In the Old Testament being cursed includes loss of everything significant and a lowering to the most menial of positions. The serpent must crawl on his belly and eventually be crushed (Gen 3:14-15). Cain can no longer farm and must become a vagabond (Gen 4:11). Canaan becomes the lowest of slaves (Gen 9:25).
Nowhere in the Bible is the state of being cursed portrayed in more graphic terms than in Deuteronomy 28:16-68. The curse follows its victims everywhere, extending to progeny and all means of livelihood. It includes incurable diseases, slow starvation, abuse by enemies, exile, panic, confusion, and eventual madness.
Curses are usually imposed by persons in authority for major breaches of the Torah that might threaten collapse of society. Thus in Deuteronomy 27:15-26 people who practice idolatry, incest, misleading the blind, ambush, disrespect for authority, and subversion of justice are cursed.
The curse is totally under Yahweh's control. It is his power, not magical forces, which brings about the curse. His sovereign decision alone decides who merits being cursed (1 Kings 8:31-32). He cannot be forced into action by proper wording or ritual. Thus a curse could not be used capriciously as a weapon against one's personal enemies.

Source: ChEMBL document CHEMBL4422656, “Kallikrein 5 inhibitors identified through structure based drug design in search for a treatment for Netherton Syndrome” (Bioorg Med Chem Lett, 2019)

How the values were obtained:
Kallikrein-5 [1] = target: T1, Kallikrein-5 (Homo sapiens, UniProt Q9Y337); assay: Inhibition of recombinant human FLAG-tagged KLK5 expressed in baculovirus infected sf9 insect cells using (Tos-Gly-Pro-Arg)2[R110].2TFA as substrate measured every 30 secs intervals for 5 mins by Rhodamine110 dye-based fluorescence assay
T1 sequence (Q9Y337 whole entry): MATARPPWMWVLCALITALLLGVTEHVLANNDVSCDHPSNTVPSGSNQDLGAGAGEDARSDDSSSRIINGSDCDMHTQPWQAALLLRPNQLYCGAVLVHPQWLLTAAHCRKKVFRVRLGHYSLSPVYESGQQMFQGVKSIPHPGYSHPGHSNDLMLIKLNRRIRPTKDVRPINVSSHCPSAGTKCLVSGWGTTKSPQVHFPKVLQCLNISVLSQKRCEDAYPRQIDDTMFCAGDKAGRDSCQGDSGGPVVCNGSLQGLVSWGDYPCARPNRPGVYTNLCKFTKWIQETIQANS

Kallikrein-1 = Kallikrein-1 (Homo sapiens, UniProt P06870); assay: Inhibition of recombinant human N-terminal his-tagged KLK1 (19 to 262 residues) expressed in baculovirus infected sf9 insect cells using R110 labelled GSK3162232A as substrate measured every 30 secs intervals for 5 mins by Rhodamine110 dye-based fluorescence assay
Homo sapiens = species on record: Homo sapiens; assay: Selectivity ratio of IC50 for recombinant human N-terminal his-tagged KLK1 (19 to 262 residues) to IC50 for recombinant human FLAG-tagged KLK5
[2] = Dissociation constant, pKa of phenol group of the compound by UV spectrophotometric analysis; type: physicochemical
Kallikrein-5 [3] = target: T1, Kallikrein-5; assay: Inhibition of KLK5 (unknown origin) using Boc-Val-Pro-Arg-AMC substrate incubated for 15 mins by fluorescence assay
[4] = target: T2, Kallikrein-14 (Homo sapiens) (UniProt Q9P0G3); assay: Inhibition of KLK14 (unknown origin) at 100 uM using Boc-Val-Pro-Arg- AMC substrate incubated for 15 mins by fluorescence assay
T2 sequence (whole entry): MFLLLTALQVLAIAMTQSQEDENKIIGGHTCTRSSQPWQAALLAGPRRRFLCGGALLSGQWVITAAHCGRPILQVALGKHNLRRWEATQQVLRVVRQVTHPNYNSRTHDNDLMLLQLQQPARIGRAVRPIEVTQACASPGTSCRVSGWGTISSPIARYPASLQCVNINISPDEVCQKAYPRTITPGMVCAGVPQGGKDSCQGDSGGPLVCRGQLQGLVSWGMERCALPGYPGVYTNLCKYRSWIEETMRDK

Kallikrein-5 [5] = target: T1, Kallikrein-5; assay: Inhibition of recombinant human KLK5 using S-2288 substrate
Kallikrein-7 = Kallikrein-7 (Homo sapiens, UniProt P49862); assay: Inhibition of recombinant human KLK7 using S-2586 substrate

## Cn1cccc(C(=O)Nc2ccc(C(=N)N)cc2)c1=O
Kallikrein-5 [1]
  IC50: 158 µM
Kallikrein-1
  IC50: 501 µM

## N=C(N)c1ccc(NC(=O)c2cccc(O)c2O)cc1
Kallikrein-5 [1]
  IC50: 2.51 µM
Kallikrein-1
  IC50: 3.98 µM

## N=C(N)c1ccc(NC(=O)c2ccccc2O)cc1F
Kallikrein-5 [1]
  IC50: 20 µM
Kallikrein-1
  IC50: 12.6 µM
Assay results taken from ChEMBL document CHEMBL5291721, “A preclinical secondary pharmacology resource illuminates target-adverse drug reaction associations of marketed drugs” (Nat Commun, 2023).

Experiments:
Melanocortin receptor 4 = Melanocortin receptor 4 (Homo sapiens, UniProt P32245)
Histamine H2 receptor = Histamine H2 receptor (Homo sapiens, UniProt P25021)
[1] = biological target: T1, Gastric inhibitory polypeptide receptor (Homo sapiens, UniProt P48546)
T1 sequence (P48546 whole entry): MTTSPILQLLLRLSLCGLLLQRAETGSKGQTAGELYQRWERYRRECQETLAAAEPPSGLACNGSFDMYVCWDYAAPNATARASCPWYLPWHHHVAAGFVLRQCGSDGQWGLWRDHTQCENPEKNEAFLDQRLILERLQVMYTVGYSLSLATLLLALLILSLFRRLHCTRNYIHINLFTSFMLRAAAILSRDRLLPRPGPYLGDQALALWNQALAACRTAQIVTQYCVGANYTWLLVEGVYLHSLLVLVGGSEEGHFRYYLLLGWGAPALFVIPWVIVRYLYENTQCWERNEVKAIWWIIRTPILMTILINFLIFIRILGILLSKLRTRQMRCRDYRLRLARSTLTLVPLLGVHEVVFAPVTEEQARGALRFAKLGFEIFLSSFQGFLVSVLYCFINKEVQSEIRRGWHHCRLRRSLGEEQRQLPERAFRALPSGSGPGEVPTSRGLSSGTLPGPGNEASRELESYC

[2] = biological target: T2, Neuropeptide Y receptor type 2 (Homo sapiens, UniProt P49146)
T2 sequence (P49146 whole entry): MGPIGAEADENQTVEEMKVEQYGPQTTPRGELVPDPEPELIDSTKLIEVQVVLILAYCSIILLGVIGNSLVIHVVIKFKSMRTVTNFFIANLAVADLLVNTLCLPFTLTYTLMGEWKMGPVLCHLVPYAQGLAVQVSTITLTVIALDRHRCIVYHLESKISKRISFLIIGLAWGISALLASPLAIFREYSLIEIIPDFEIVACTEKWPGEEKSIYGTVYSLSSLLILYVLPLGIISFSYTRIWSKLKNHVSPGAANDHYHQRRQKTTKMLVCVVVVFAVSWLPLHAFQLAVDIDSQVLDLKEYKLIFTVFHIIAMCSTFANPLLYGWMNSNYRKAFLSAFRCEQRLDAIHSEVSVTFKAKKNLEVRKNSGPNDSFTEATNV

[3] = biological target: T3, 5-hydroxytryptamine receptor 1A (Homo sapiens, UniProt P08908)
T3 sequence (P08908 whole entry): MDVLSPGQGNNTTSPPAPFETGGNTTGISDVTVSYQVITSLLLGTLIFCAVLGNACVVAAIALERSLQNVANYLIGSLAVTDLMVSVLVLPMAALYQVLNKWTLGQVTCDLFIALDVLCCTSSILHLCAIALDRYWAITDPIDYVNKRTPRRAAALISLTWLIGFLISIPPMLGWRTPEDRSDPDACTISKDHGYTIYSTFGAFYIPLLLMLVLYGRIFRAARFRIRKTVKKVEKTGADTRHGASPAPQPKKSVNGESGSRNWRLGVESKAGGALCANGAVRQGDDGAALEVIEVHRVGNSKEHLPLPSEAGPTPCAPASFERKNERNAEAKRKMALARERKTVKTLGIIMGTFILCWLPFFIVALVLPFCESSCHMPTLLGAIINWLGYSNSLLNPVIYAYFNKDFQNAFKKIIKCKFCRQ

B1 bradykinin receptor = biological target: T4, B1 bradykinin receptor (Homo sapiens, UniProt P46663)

A king might utter a curse against an innocent person but, like a nervous bird, it would not light (1 Sam 14:24, 28; Prov 26:2). A curse directed against the elect could be turned into a blessing or even come back against the one who sent it (Num 24:9; Deut 23:5-6). Curses could be removed by faithfulness. Levites were to be dispersed according to Jacob's curse (Gen 49:7). Because of their faithfulness this scattering resulted in a widespread teaching ministry (Deut 33:8-10).
The unusually severe imprecations hurled at enemies in psalms such as 109 and 137 may be understood as cries of agony. They accurately record a stage of human spiritual development in people longing for the deeper revelation of love that Christ brought into the world. In some cases these enemies appear more than human and may represent demonic forces of evil. In any case these psalms do not contain divine approbation of the curses.
In the New Testament Christ voluntarily assumed all the pain and agony reserved for those who do not keep the law (Deut 27:26; Gal 3:10, 13). He is publicly exposed in the same shameful manner as the rebellious son (Deut 21:23; Gal 3:13). Paul wished himself to be accursed for his brethren (Rom 9:3).
A curse came to mean total removal of a person from the company of the redeemed where all blessings are localized. Thus anathema [ἀνάθεμα] in the New Testament became equivalent to herem [חֵרֶם , חֵרֶם] in the Old Testament. This curse was imposed for apostasy (Gal 1:8), not loving Christ (1 Cor 16:22), and not extending loving care to the least of the brethren (Matt 25:41).
First Corinthians 12:3 confesses the impossibility of an inspired curse against Christ. Revelation 22:3 looks forward to a day when the curse will be no more.
See also Devote, Devoted; War, Holy War
Bibliography. B. Anderson, Out of the Depths; H. C. Brichto, The Problem of "Curse" in the Hebrew Bible; D. R. Hillers, Treaty Curses and the OT Prophets.
Baker's Evangelical Dictionary of Biblical Theology. Edited by Walter A. Elwell Copyright © 1996 by Walter A. Elwell. Published by Baker Books, a division of Baker Book House Company, PO Box 6287, Grand Rapids, Michigan 49516-6287. All rights reserved. Used by permission.